The upcoming UK general election is set to be the most unpredictable vote in living memory. Labour and the Conservatives are practically neck and neck with only 75 days to go and the odds of a hung parliament have never been shorter. Britain appears to be entering an era of six-party politics, where the Labour-Tory share of the vote is at record lows. This election is the first in recent history where the public will be heading to the polling stations expecting a hung parliament.

For a long time Britain upheld a three party system, composed of the Conservatives and Labour, with the Liberal Democrats traditionally coming in third place in the popular vote.

At the time of writing, Her Majesty’s Government holds a 34 seat majority in the House of Commons, with the power being shared between the Conservative Party (303 seats) and the Liberal Democrats (56 seats) in a coalition. The Labour party (257 seats) currently serves as Her Majesty’s Opposition with the remaining 34 seats (there are 650 in total, with 533 in England, 59 in Scotland, 40 in Wales, and 18 in Northern Ireland) occupied by nine smaller parties, three independents and the Speaker of the House, John Bercow. However, in the last five years the political landscape has drastically altered with the rise of UKIP, The Green Party and the Scottish National Party (SNP). These smaller parties have split the vote on both sides of the political spectrum, making Britain’s political future look even less clear than it did in 2010.

After May’s election the Conservatives and the Liberal Democrats are both predicted to see their parliamentary representation shrink significantly, with an increase in the percentage of votes and number of MPs for Labour, UKIP, the SNP and The Green Party. The Liberal Democrats are expected to retain majorities in around half of their parliamentary constituencies and lose their third place position in the popular vote to UKIP. The upshot is that Labour and the Conservatives will end up with a similar number of MPs, and the Lib Dems will suffer severe losses.

The result of these shifts in the public’s voting intention is messy. A coalition even more complicated than the status quo looks set to befall our democracy, with the potential requirement of a three-party ‘rainbow’ coalition to form in order to reach a majority in the House of Commons. One possible scenario is that no majority coalition can be negotiated, and one of the main parties will have to lead a minority government. This governing party would have to arrange a ‘confidence and supply’ policy with smaller parties who would support vital actions such as the budget, without holding any ministerial posts.

Labour is expected to receive a hammering up in Scotland, as the SNP takes the majority of constituencies north of the border. Current polling indicates that, if Scottish voting intentions do not change from now to the election, the SNP will win more than 50 constituencies (out of 59), putting virtually all of Labour’s 40 Scottish MPs out of a job. This level of parliamentary representation for the SNP would nearly equal the current size of the Liberal Democrats, and may turn out to be the crucial factor that denies Ed Miliband the keys to Downing Street in a Labour majority government.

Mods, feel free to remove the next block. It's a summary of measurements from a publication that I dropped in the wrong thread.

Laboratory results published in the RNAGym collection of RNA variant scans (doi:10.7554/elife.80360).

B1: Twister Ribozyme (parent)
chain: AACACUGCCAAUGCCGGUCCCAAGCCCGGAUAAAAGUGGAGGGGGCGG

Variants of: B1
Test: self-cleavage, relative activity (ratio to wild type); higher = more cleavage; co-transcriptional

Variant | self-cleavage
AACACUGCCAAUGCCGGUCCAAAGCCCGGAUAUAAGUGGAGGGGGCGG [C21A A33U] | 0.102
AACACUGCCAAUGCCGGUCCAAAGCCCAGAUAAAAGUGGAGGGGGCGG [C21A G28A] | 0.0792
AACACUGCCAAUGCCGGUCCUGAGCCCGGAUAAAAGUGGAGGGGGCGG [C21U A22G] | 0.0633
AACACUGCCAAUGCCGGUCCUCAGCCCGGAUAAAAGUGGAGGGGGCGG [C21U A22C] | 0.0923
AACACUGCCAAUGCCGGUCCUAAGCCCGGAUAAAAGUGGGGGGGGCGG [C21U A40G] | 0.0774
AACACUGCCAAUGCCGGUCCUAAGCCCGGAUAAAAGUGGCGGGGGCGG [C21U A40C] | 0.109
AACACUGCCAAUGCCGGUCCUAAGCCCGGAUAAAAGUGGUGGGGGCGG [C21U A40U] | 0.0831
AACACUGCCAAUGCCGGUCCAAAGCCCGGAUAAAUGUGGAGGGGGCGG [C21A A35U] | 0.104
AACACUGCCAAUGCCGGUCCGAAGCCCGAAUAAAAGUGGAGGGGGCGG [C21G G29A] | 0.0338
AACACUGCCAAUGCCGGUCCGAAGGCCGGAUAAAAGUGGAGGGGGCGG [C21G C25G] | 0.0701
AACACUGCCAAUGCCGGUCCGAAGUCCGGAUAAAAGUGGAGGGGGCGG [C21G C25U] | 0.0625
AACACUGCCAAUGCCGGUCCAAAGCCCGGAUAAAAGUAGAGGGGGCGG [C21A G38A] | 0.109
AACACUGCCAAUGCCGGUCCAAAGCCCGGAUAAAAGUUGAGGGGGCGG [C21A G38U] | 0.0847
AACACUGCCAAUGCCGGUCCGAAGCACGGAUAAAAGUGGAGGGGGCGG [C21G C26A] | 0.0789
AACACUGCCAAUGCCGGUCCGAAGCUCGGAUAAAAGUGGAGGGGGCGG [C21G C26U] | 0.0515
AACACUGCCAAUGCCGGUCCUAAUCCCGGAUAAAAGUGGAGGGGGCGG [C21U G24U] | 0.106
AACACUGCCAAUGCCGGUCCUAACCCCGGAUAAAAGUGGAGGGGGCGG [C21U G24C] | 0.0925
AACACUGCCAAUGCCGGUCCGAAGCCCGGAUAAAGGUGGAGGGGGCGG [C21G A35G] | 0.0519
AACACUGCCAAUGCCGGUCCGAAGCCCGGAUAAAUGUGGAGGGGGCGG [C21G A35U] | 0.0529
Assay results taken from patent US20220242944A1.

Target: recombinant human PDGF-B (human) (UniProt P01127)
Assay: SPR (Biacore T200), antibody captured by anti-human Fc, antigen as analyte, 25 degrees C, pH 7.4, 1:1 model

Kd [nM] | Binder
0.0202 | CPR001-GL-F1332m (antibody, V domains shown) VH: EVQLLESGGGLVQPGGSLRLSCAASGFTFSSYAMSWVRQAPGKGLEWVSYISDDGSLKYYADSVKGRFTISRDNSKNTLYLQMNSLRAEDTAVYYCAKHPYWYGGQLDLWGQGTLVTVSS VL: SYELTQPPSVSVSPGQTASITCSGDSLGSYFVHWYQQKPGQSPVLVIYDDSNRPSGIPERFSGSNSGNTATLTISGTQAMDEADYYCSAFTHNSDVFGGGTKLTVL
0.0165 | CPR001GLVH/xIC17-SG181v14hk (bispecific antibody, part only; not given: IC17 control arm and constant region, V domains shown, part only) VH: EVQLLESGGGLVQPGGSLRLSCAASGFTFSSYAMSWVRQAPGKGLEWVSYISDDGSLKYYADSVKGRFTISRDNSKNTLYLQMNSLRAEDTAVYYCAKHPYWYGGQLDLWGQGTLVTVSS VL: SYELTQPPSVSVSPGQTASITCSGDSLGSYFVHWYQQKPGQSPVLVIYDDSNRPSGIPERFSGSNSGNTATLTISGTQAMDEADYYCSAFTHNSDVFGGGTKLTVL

Over the course of this parliament, The Green Party has been picking up votes from the left and recently polled higher than the Lib Dems. They are, however, unlikely to translate this increased support into more than one MP at the election.

In the last few years, Nigel Farage and UKIP have been amongst the biggest talking points in British politics. UKIP are currently polling at several times what they achieved in the 2010 election and two Tory defectors have provided the party with its first representation in the House of Commons. UKIP enjoyed success in the recent European Parliament elections, winning the most seats of any party, but are not expected to gain any more than four or five MPs after May’s election.

Neither the Conservatives nor Labour stand a good chance of winning the 326 seats required for a single-party majority government. Labour are predicted to represent the highest number of constituencies but not enough to command a majority in the House of Commons, as did occur in 2010 with the Conservatives.

Regardless of whether it is in an outright majority, a minority government or a coalition, only two men are realistically in the running to become prime minister: David Cameron and Ed Miliband. If forced to choose between the two, the public favour Mr. Cameron. But in spite of Miliband’s individual unpopularity, Labour is ahead in most of the polls. Public opinion suggests that the UK wants David Cameron as prime minister, but in a Labour government. If the Conservatives manage to stay in power after 2015, many will think it was Ed’s poor public image that kept Cameron in Downing Street.

It could be that the eventual administration is not the direct result of public opinion. Instead, the government is more likely to be determined in post-election political negotiations. In other words, the weeks immediately after 7th May could prove to be more important than the weeks running up to the election itself. If there is a hung parliament, party political talks would no doubt consume Westminster, and in all probability last longer than the five days it took for the existing coalition to form back in 2010.

This far out, the election is impossible to call. There is a long time to go and a lot could happen between now and 7th May. Election campaigns are often defined by what goes wrong and public opinion could still shift dramatically. For many of us this will be our first time participating in a general election, and it just so happens to be the most complicated and interesting in almost a century. Whatever your opinion, don’t forget to vote.